We know that in order to design and build a service that people really want, it needs to be based on what people actually need. With that in mind, the first thing we needed to do to kick start our digital journey was to understand what our member's needs and pain points were, so that we could plan our work around solving their problems from day one. Sometimes you have to put yourself in other peoples shoes to understand what’s really going on.
To do so, earlier this year we fully immersed ourselves in our members’ lives for 7 full days. We followed, interviewed and socialised with members in their homes, live music venues, rehearsal spaces and studios, combining ethnographic research (observing people in their natural environment), creation of new ideas and quick concept validation. In a short space of time, we gained valuable insights into what our members needed, iterated our ideas and tested out lots of new concepts to give us a plan of action for the coming months. You may recognise this approach from the likes of Google, Nokia and Microsoft who use similar techniques – it’s basically how we figure out what people really need. This approach is called the Field Studio.
Who we met
We recruited members who represented not only different genres of music and stages in their career, but also those who used different practical tools (such as mobile apps to do their work) in order to represent a cross section of our membership as a whole. Our participants included:
- 14 writers and performers
- 8 publishers
- 3 managers/writer reps
The key activities
Observations and interviews
We observed and interviewed members at work, in rehearsals, studios and at home, and asked them to share their view of the musical world around them - from the main activities they carried out on a daily basis to their personal relationships and the tools they used – anything from paper to mobile and desktop applications.
Whilst this part of the approach was focused on building our understanding of our member's needs, it also gave us the opportunity to share initial ideas that could start to help solve the problems we knew they were already facing.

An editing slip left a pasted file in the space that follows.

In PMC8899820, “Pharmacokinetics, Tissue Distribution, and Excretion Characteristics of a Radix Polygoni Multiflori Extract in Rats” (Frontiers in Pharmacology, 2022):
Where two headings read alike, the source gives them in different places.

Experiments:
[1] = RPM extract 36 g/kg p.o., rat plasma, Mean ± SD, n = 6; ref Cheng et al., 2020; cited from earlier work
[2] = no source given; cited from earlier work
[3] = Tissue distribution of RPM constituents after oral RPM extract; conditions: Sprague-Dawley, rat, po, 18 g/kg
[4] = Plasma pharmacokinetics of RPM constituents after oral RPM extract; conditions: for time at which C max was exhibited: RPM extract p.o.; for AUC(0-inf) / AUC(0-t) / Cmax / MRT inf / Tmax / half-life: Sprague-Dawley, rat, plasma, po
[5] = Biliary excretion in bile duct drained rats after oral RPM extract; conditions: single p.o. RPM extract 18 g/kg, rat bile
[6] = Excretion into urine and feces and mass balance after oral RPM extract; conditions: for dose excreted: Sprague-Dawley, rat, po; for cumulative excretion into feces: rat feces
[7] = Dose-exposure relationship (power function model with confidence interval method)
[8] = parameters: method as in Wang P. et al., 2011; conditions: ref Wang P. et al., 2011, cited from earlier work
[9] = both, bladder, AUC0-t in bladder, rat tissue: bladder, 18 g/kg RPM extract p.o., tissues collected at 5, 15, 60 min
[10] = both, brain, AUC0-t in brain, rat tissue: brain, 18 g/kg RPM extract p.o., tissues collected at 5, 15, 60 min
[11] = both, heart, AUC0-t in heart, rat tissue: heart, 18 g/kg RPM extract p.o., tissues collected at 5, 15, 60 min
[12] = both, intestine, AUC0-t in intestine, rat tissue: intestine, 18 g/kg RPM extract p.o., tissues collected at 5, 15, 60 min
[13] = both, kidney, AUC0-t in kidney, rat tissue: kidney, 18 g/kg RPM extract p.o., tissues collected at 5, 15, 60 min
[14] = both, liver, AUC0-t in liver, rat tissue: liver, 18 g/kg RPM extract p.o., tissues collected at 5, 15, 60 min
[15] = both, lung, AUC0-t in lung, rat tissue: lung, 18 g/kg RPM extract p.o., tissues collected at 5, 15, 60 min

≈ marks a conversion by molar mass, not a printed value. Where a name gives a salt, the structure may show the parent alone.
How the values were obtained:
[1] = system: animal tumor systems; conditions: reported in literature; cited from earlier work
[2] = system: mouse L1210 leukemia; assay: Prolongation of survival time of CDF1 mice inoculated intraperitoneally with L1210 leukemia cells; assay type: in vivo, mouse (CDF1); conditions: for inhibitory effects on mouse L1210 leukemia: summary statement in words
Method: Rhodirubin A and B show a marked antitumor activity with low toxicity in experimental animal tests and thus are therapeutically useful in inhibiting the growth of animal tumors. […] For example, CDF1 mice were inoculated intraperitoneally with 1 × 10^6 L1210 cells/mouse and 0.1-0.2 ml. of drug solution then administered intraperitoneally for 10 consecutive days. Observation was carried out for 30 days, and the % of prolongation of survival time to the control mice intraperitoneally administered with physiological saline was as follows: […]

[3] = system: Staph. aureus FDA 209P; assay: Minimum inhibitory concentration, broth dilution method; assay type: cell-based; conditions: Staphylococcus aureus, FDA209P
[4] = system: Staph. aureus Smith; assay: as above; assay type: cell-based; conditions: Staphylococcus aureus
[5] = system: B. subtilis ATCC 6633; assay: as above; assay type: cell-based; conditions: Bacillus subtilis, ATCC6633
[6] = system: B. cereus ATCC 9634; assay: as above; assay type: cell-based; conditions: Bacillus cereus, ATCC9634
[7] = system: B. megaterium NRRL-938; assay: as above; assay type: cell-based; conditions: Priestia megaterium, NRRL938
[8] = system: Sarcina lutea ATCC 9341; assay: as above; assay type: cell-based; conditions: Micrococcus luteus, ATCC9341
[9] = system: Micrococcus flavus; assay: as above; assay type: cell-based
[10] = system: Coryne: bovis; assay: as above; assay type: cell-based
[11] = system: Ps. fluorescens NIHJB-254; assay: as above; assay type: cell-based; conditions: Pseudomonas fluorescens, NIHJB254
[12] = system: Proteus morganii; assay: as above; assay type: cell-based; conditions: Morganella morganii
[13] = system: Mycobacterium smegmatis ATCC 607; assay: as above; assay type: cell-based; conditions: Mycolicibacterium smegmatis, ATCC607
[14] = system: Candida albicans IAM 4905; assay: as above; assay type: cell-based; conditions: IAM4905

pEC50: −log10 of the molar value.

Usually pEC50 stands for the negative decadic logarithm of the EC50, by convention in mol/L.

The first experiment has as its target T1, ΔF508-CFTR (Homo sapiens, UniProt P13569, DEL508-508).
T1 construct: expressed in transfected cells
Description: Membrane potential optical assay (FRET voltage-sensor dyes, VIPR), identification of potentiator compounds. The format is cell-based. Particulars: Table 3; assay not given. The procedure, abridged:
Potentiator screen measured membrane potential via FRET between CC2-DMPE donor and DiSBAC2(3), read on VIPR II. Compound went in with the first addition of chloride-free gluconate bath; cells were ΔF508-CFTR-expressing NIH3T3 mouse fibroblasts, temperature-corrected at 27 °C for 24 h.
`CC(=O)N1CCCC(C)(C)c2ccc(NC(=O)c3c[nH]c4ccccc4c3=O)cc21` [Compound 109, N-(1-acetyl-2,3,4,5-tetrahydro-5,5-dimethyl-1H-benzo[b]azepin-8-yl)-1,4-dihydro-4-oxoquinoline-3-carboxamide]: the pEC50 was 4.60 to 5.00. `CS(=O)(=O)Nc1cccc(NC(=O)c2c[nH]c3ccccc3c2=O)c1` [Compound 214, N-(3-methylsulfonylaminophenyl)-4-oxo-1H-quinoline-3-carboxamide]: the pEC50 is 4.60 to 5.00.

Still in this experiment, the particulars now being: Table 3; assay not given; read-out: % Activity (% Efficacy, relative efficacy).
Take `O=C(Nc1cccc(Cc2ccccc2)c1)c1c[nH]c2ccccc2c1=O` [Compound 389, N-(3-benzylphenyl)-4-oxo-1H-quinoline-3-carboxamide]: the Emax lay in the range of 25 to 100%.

Getting your work out there is obviously a key stage in the journey of any piece of music. In order to understand what happens before, during and after a piece of music is performed, we needed to immerse ourselves in the activities surrounding live performances. We attended live events, met with and interviewed performers, fans, managers and venue staff to start to fill in this part of our members musical journey. This was a lot of fun too!
This part of the Field Studio was dedicated to identifying and validating new ideas that helped to meet our participants needs. We sketched, discussed and shared the ideas we’d generated over the past few days and, with our participants help, prioritised and developed these further, giving us clear direction and next steps.
Following a workshop with the full PRS team, we now have a much clearer understanding of what it is our members need and where our priorities should be placed in order to start to solve the problems they are facing.
To bring this to life, we have captured where our attention should be focused on now, next and in the future on what we call the PRS Journey Map, which spans the wall on the second floor of our Streatham office. It shows the main activities, issues/pain points and where the key ideas to solve those problems fit in to our member's lives today.
As with everything we are doing, this is just the start. We’ll be testing new services and ideas with our members throughout development, so don’t be surprised if you hear from us soon looking for your feedback on upcoming developments!